Leaving streaming services September 2018

So many goodies are hidden away on Netflix and Hulu that I would hate to see anyone miss these five classics that will be disappearing in September:

"American Psycho" – Bret Easton Ellis' controversial novel about 1980s Wall Street excess reached the screen more or less intact under the direction of Mary Harron. Key to the success of the movie is Christian Bale's total commitment to the role of a murderous yuppie who earns big piles of money by day and kills people by night. The 2000 indie has lots of fun with 1980s period details. (Hulu)

"Casino" – Martin Scorsese's three-hour examination of Las Vegas mob history was a box office disappointment in 1995, but over the years it has joined "GoodFellas" and "Mean Streets" in the pantheon of great gangster pictures. Robert De Niro is the casino manager whose life falls apart after he becomes obsessed with a high-priced call girl played by Oscar nominee Sharon Stone. (Netflix)

"Dead Poets Society" – Robin Williams should have won his Oscar for this 1989 prep school drama rather than for "Good Will Hunting" eight years later. The students are played by a terrific company of young actors who would go on to make waves as adults, including Ethan Hawke, Josh Charles and Robert Sean Leonard. (Netflix)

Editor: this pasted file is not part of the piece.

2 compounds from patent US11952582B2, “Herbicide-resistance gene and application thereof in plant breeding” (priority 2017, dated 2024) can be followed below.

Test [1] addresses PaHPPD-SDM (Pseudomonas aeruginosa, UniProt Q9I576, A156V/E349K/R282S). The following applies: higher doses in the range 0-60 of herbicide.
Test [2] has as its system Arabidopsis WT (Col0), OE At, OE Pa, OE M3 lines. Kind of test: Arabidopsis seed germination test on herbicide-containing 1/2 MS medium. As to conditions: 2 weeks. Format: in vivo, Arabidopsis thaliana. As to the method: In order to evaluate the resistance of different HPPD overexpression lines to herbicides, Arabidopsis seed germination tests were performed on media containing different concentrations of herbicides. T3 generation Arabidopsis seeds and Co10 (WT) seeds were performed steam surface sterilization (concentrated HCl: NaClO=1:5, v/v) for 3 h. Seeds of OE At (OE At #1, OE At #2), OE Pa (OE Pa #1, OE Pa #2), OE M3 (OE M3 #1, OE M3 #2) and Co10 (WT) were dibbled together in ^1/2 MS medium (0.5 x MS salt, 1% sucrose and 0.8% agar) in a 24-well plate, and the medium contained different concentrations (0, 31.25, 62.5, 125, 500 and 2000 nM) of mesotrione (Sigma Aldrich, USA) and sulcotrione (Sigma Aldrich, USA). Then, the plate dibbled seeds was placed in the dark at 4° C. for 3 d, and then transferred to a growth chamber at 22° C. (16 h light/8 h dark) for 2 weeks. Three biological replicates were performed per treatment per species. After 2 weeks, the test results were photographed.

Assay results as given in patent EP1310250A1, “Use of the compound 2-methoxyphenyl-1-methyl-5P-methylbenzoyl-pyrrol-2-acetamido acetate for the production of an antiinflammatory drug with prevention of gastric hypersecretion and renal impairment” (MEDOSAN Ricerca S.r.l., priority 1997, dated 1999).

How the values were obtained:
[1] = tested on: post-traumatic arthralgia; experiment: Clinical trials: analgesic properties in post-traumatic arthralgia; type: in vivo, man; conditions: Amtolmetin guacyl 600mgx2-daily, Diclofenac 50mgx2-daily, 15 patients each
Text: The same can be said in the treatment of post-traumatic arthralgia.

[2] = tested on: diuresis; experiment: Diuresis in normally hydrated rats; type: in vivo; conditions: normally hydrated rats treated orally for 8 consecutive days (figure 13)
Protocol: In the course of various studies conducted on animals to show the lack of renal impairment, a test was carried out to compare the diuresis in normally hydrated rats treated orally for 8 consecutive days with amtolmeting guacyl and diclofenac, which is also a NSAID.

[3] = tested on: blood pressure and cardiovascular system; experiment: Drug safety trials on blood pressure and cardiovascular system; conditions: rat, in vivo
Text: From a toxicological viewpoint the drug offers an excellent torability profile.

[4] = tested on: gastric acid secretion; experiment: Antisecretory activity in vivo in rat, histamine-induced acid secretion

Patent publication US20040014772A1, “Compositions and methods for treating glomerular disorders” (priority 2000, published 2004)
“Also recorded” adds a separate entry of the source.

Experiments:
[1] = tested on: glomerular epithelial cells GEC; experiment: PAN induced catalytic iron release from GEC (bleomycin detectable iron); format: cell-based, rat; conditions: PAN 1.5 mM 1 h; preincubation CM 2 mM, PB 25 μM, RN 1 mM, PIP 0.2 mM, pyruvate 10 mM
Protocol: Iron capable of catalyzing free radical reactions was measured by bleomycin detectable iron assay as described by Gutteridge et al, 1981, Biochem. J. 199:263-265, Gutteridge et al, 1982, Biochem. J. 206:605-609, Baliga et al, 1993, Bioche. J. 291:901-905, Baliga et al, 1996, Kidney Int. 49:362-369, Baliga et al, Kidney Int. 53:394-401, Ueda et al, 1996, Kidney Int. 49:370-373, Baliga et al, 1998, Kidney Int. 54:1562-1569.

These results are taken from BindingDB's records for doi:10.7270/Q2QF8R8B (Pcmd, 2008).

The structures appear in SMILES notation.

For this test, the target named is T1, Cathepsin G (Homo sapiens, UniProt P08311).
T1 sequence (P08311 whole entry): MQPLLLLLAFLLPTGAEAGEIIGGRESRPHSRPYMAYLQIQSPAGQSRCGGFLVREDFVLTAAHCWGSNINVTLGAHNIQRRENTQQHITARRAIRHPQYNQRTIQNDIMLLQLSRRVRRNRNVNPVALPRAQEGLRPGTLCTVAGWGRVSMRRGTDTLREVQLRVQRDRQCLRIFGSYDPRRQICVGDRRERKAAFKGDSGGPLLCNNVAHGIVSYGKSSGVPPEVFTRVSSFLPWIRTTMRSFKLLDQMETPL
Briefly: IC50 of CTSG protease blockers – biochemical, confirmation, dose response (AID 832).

"Drugstore Cowboy" – Director Gus Van Sant's best film to date follows a tight-knit group of addict friends as they plot drug store heists for their next fixes. The 1989 movie was made on a tight budget, but has an authentic 1970s feel to it. Matt Dillon is shockingly good in the lead role and Kelly Lynch is both funny and scary as his girlfriend. (Hulu)

"Ghostbusters" – The original and still the best entry in the horror-comedy franchise about New York City goofballs who team up to roust the funkiest spirits in town. Bill Murray solidified his superstar status with this 1984 blockbuster and Sigourney Weaver's send up of demonic possession is still a hoot. (Netflix)

Scroll through the slideshow above to see what other titles are departing streaming services in September.